Gmail has been quietly testing and preparing for the rollout of multiple new features--in fact, a near-complete overhaul of its popular email platform--for the past few months; it seems that they have decided to launch it with enviable speed, all at once, for the general population of users next month. It’s a remarkably speedy timeframe for the search and email giant, providing users with a grand total of 12 weeks to opt out of the changes--and a similar time frame for email marketers to understand the ways in which this will impact their campaigns and strategy. We’ve spoken about the huge changes taking place through Gmail before, here at Site Impact, and we feel confident in our readiness to deal with the way things are likely to shift; but there are things that brands and marketers will definitely need to know moving forward.
First it’s good to take a moment to look into how this will all play out. Gmail announced last week that they would be setting the date for general availability (GA) for its new email platform in July. Anyone who hasn’t moved onto the new platform by choice at that point in time will have eight weeks to either do so or opt out; at the eight-week mark, once they’ve automatically changed over, users will have an additional four weeks to opt out of the new platform, to have it permanently (at least until the next major Gmail overhaul). Once the system is done switching over, users will not be able to go back to the old format.
We’ve talked before about how the changes that Gmail was making to its platform will likely impact email marketers, including things like the ability to mark emails as confidential, the ability to snooze and remind about emails, and so on. So far, in testing, many email marketers have found--in early-adopter small-time campaigns--that the new features actually increase engagement with email marketing, giving customers incentives to pay attention to important messages while giving them time to think more about less time-sensitive items at leisure. At the same time, some marketers are concerned that the confidential setting--which allows users to pre-determine a date for emails to, in a sense, ‘self-destruct’, could lead to lower levels of engagement from users forgetting the importance of particular messages after the fact.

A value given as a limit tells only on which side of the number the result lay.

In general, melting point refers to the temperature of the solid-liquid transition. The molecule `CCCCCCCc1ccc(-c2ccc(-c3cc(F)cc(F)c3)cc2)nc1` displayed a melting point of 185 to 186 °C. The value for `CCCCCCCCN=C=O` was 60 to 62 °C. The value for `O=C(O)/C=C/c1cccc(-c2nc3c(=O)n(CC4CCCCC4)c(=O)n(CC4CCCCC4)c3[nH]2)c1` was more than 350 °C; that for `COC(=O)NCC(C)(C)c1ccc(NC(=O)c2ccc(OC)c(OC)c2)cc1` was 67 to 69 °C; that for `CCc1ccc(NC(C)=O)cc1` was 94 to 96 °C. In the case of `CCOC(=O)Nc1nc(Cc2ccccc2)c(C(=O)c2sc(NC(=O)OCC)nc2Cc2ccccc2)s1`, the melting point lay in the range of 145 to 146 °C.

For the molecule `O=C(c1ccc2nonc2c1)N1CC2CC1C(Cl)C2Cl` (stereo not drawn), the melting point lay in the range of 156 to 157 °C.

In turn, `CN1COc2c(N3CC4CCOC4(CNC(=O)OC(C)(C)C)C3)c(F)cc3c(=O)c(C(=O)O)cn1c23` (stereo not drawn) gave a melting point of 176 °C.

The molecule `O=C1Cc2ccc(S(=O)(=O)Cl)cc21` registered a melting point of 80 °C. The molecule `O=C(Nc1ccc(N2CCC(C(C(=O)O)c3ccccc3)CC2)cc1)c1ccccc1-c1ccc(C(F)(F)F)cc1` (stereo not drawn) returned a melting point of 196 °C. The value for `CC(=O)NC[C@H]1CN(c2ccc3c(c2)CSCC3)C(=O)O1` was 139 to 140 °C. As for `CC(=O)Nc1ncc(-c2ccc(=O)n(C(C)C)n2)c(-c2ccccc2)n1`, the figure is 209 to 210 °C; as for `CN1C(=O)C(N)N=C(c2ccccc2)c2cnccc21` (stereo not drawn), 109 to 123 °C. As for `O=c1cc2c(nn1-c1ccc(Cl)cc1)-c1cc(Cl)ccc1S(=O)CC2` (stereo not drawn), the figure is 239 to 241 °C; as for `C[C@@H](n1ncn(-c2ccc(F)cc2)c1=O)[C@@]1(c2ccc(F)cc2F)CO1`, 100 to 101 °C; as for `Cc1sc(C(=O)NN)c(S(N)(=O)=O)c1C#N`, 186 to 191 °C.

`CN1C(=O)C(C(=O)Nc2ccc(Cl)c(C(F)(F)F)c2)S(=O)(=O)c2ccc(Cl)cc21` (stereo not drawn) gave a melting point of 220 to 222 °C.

Of course, until the platform as a whole switches over, it will be difficult to do larger studies on the way this will continue to impact email marketing. But at Site Impact, we’ve been quick to adopt the new format as much as possible, to understand how users engage with it. We’ve started working out how the new features will not only affect engagement organically, but how to make the best of these new concepts and working parameters to increase engagement. We’re excited to take advantage of the ways in which the new platform will allow email marketers to enhance consumer relationships and drive a sense of urgency in marketing messaging. Contact Site Impact today to hear more about how we’re getting ready for the big switch.